It’s known as lymphoma because it invades the lymphatic system. It is possible that you know the lymph nodes – those little lumps that, if you press the accurate place, you can feel on both sides of your neck, underneath your jaw and in your armpits as well as other places. These nodes are like command centers for the immune cells. The lymphatic system is similar to the sequence of highways in which they can travel.



Hodgkin’s lymphoma lives in this system, deceiving your defensive cells into assuming that it’s part of them. It does this by invading B cells, changing them into malignant and then utilizing them to regulate the immune system. This is how:

The entire T cells have a receptor known as PD, which means programmed death. When it wants to, this receptor commands the T cell to self-destruct. Why would it do self-destruct? As you are aware, the immune system has to keep a balance between aggression and regulation, therefore it has to be able to damage as well as generate cells.

Hodgkin’s lymphoma cells have a ligand which is a molecule that sticks to cell receptors –known as PDL-1. Similar to cloaked killers, the malignant B cells wander around the lymphatic system, sticking to healthy T cells and commanding them to commit cellular suicide. Meanwhile, the immune system doesn’t identify these killers as foreign and safeguards them. Cell by cell, cancer claim the immune system.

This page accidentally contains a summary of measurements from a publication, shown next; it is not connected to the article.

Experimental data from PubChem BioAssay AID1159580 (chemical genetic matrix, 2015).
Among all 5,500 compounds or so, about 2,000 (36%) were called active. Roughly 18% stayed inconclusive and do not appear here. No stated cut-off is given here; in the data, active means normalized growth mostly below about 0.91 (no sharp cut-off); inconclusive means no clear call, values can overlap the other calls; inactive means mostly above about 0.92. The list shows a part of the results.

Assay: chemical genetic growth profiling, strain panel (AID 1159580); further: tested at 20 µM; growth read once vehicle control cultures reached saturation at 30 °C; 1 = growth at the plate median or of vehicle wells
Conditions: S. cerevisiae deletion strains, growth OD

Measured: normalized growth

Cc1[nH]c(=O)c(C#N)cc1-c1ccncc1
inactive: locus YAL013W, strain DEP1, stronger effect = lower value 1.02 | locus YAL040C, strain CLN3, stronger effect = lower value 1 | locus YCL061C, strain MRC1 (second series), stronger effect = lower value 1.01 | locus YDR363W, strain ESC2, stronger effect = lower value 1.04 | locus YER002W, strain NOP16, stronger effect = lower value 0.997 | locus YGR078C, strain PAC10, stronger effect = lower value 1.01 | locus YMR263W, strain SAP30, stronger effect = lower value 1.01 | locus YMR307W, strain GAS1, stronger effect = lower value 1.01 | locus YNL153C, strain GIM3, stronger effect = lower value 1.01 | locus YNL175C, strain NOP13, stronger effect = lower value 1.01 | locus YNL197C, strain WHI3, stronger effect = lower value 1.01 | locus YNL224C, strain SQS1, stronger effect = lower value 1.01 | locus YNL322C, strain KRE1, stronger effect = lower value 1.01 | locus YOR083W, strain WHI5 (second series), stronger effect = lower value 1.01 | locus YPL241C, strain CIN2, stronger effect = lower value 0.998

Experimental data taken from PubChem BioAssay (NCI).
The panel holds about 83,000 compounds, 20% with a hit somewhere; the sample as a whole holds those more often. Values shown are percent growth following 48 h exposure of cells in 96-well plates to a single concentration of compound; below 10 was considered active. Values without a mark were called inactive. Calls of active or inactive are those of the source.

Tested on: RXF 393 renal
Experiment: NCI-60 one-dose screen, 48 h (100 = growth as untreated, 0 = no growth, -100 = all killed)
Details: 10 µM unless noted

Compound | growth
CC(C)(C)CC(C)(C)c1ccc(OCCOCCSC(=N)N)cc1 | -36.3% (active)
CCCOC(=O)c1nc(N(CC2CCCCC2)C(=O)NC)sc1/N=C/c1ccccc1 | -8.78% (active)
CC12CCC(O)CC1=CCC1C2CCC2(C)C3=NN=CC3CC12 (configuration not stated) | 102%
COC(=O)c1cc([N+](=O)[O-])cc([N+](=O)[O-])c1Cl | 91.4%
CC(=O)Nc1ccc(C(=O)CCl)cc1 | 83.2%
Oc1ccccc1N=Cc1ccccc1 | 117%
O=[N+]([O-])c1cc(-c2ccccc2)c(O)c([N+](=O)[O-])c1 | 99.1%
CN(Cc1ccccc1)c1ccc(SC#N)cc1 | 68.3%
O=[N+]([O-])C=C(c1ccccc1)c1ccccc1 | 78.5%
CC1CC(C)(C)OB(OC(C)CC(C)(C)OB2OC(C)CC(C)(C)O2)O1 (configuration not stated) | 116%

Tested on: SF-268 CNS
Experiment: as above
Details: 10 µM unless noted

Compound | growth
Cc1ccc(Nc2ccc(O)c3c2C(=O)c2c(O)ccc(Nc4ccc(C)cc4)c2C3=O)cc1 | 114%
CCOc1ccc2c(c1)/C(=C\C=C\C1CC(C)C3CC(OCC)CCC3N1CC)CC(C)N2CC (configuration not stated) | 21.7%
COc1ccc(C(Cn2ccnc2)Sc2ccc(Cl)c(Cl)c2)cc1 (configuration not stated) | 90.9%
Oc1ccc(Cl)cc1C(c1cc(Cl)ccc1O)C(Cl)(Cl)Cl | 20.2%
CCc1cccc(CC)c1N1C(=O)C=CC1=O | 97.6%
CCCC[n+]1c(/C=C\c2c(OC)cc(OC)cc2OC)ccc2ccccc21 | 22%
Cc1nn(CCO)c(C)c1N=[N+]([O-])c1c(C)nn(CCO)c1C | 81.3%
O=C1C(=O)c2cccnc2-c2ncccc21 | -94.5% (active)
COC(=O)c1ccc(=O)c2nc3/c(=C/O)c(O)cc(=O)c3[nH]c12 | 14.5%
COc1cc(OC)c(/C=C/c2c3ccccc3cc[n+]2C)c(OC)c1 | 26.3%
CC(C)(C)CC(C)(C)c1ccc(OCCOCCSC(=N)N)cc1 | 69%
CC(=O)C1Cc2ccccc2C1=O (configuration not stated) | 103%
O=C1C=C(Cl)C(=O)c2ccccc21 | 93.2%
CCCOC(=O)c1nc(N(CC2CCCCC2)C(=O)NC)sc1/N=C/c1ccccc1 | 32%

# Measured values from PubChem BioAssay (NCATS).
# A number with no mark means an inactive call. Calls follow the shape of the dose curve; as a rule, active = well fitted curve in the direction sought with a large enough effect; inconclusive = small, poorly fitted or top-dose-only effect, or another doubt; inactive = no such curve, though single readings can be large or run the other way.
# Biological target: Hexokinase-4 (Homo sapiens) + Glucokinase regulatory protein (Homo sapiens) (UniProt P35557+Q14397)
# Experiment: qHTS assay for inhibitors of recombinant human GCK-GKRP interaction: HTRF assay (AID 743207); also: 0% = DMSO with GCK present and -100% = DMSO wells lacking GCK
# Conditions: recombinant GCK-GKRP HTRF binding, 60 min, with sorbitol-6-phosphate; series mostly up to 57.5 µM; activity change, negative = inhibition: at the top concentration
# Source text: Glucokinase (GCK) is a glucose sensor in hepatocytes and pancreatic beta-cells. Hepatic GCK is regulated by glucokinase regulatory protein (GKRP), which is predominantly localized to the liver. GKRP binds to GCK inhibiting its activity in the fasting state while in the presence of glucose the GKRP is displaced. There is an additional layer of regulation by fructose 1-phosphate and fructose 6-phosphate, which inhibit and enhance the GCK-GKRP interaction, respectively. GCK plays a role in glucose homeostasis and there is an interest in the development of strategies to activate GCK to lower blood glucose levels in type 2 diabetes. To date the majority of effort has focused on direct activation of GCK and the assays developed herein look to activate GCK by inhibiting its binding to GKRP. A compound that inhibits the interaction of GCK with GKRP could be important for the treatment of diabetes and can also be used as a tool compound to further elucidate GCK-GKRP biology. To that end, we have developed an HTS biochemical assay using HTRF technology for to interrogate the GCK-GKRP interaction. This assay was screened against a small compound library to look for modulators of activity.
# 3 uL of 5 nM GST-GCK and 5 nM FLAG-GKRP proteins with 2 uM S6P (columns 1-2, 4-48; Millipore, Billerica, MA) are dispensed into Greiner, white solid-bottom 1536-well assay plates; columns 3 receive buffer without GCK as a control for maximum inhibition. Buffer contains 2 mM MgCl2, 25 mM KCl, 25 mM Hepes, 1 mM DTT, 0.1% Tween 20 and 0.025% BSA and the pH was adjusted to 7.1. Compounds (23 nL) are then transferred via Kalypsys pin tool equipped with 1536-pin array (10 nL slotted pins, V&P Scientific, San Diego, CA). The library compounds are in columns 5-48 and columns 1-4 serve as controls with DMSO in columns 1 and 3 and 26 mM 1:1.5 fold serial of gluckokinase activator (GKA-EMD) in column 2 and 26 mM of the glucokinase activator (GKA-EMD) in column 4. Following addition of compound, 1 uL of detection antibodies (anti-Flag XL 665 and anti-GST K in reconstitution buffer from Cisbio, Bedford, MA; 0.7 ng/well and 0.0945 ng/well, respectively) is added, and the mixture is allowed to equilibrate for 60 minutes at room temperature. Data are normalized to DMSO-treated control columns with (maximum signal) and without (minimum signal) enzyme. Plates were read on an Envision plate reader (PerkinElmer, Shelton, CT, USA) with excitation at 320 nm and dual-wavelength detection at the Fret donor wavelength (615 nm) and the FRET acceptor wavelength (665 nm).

This is the good news: this kind of cancer has the tendency to react well to chemotherapy. Approximately 90% of all incidences can be cured with chemo.

This is bad news: Jason is part of the other ten percent.


11 – Jason defeated his cancer, however, surrendered to the attacks of his immune system.


Jason had constantly been a fighter. Therefore, he fought. He went through chemotherapy –afterward, he went through remission and another session of chemo. When it wasn’t successful, he did a bone marrow transplant, which cleared out the cancerous B cells (as well as the healthy ones). Yet, cancer appeared again.

These techniques are upsetting in the extreme. Jason’s ability to generate normal blood cells had been seriously affected which made him neutropenic, meaning he had very low levels of neutrophils, the white blood cells that serve as the body’s initial responders. Jason was isolated, his body completely ruined. Giving up started to seem better than to keep fighting. Certainly, he was extremely weak to go through any more approved treatments.

Afterward was a miracle. Jason’s physician got one-time consent to treat him with a new drug that hadn’t been accepted for Hodgkin’s lymphoma. The drug name was nivolumab and the drug basically stops cancer’s instructions. Instead of being told to self-destroy, the immune system is told to fight.

It was far from sure that the drug was going to work. The physician told Jason that his likelihood of surviving was one in twelve million.

However, he actually survived. Prior to the treatment, Jason had had a big tumor on his back. A month after he began nivolumab, his tumor disappeared, and he’d lost 15 pounds, which is the weight of the tumor. Six weeks after he began taking the drugs, Jason was in full remission.